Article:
by Stephen Downes
October 22, 2007
A Folk History of the Internet
I have landed in the Apocalypse, also known as Orange County, a place that is today full of smoke and fire and brimstone, wailing winds and howling banshees. I'm working on a video for the USQ conference and I am preparing for some talks here at the AECT conference. meanwhile, I'm told I should post the link to one of my ongoing projects, a people's history of the internet. I have been working on this at a low level for some time now. because what has always attracted me to the internet hasn't been the technology - which is mostly frustrating - or the business applications, but the very real people doing very real things. You can contribute to this if you would like; the intent is to eventually create a nice book out of the project. Stephen Downes, Stephen's Web October 22, 2007 [Link] [Tags: Books, Video, Project Based Learning] [Comment]
Information E/Revolution and A Vision of Students Today
Looking at the title of this post, and having in mind Tom Haskin's post on change, which I had just read, I bring to all who may want it (who, I admit, may be very few in number) a new word, based on the amalgam of those thoughts: ervolution - the endorsement of change, or change itself, as experienced by those who are not sure they want it. Usage: "Our company is going through an ervolution." The Marc Prensky version: "Children of the ervolution." Helen Keegan, Weblog October 22, 2007 [Link] [Tags: Information, Experience, Gaming] [Comment]
Top 100 User-Centered Blogs
As with any of these lists, the exact content can be some matter of dispute. From my perspective, I read one or two or three items from each section, which gives me a pretty good representation from each topic area. People who want to look more deeply into usability will want more than just the sample. Via Michael Feldstein. John P. Campbell and Diana G. Oblinger, EDUCAUSE October 22, 2007 [Link] [Tags: Academia] [Comment]
Motivational Monday: Samwise Gamgee's Wisdom
Worth citing: "Sam: I know now folk in those stories had lots of chances of turning back, only they didn't. They kept going because they were holding on to something.
Frodo: What are we holding onto, Sam?
Sam: That there's some good in the world, Mr. Frodo, and it's worth fighting for." Vicki A. Davis, Cool Cat Teacher Blog October 22, 2007 [Link] [Tags: none] [Comment]
"SpokenText.net allows you to record PDF, Word, plain text, PowerPoint files, RSS news feeds, emails and web pages, and converts them to speech automatically." Useful. Via my own web site - thanks! Various Authors, Website October 22, 2007 [Link] [Tags: RSS] [Comment]
In Search of Student-Generated Content in Online Education
The abstract sets it up nicely: "Enabling students to create their own educational content increases engagement, improves learning, and can result in products of lasting value. So why are effective examples of student-generated content in online education so hard to find?" the answer is that there are so few of them to find. "Asking the question 'why are there so few good examples of student-generated content?' is really asking the question 'why is educational practice so hard to change?'" PDF. Via DEOS. john Sener, e-mentor October 22, 2007 [Link] [Tags: Online Learning] [Comment]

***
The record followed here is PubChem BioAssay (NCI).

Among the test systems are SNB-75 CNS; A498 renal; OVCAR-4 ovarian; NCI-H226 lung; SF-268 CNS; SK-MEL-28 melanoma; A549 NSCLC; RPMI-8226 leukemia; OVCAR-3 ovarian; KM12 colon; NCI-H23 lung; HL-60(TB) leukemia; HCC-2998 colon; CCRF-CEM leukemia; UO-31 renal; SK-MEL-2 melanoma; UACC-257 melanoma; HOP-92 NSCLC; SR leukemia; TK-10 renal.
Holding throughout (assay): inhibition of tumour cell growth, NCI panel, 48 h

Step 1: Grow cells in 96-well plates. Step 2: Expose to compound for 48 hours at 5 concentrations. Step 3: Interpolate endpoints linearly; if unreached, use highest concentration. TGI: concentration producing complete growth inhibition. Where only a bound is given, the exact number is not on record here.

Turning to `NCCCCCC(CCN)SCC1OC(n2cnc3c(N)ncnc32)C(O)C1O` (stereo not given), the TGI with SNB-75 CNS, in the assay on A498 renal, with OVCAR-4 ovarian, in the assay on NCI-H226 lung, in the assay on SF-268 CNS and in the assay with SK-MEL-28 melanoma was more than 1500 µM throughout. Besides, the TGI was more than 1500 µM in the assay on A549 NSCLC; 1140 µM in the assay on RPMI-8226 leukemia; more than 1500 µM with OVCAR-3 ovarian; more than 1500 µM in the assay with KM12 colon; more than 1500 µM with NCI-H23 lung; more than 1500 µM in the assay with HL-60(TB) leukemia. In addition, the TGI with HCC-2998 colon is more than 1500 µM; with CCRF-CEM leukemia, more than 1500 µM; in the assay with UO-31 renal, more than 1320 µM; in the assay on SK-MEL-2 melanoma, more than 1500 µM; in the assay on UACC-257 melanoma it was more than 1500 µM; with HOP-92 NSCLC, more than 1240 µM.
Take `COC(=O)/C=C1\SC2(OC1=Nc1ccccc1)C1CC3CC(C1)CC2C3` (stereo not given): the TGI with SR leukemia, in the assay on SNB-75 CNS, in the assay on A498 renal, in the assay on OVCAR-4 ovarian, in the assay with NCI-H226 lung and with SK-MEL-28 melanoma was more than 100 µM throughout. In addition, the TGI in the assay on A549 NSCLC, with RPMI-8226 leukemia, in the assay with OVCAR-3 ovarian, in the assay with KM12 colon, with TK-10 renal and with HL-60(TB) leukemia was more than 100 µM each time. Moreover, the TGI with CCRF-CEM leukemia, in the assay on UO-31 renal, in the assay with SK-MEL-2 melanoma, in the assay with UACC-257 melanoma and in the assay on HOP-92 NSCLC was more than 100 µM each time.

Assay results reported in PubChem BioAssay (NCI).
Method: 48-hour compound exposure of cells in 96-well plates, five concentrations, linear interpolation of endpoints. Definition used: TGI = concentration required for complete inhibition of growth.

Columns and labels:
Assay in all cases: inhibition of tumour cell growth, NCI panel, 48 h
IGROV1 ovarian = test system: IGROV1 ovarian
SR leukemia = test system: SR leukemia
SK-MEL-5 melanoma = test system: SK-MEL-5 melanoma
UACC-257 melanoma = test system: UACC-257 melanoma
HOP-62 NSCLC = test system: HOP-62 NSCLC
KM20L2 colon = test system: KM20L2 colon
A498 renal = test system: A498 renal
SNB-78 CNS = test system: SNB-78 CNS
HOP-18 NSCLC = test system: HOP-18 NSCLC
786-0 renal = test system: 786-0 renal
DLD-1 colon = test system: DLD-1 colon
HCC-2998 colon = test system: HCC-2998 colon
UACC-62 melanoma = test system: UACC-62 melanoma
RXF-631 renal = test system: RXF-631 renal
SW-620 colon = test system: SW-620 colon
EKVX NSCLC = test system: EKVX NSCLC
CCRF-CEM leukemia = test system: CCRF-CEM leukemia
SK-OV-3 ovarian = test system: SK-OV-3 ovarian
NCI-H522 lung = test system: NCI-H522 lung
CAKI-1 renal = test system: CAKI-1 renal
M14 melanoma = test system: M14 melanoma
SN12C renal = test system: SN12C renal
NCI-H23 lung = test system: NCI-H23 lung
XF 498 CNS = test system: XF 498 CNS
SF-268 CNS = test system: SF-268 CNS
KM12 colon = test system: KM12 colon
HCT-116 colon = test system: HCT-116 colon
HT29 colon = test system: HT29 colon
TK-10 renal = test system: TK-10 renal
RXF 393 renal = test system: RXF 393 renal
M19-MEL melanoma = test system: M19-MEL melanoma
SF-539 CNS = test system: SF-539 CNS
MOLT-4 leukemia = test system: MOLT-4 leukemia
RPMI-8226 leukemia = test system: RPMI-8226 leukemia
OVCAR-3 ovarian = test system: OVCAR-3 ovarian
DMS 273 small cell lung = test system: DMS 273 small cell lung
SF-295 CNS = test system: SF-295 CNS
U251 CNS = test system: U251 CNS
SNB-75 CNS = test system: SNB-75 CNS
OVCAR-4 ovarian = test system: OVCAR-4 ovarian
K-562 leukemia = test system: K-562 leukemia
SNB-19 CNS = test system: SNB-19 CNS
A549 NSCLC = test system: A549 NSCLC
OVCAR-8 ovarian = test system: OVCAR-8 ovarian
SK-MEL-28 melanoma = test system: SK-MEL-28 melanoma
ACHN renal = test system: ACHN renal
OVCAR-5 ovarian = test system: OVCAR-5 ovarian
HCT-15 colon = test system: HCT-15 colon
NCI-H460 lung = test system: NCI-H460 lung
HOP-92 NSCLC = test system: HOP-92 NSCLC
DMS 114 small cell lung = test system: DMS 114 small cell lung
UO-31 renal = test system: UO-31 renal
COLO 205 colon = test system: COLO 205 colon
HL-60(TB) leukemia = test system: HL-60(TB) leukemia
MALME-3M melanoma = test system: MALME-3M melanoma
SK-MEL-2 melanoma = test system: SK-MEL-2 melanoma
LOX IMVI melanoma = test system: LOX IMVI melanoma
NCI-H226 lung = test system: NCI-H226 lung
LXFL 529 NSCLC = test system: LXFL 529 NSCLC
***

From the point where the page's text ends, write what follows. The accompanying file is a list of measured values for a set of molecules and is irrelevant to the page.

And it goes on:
NRC: Better Value Than the Average Superhero
Promotional video for my own organization, the National Research Council (of Canada). OK, so the humour won't appeal to everyone. But I'll give props to the people who tried it anyways, and who put it up on YouTube for everyone to see. There's also a French version. It's rather more appealing than the typical press release web page - even when the page says that research from our institute, the Institute for Information Technology, "has helped Canadian high-tech firms earn almost a quarter of a billion dollars in estimated sales since 1990." But who can compete with a line like, "Jumping over buildings is nothing more than self-gratification?" Anyhow, all this is to say that I am proud to be, as the video says, part of an organization "that thinks of the public good first." Unattributed, National Research Council / YouTube October 22, 2007 [Link] [Tags: Information, Video, Canada, Research, YouTube] [Comment]
Top 10 Reasons Why People BLOG and Don't
The summaries are not exactly accurate (the intent of my remark, for example, is not even close to 'because people will think you are lame') but the collection of 'reasons' culled from blog commentators is an interesting project. Maybe somebody should wikify this to gt the summaries accurate. Yulius Halim, Weblog October 22, 2007 [Link] [Tags: Project Based Learning, Web Logs] [Comment]
Libraries Shun Deals to Place Books On Web
Google and Microsoft have rece ntly launched some high-profile content scanning services. But a number of research libraries have been put off by the restrictions in those services. They are instead joining the open content alliance, which will scan materials for the public good, and not just the good of Google and Mircosoft. "There are two opposed pathways being mapped out," said Paul Duguid, an adjunct professor at the School of Information at the University of California, Berkeley. "One is shaped by commercial concerns, the other by a commitment to openness, and which one will win is not clear." Katie Hafner, New York Times October 22, 2007 [Link] [Tags: Schools, Information, Google, Open Content, Research, Microsoft] [Comment]
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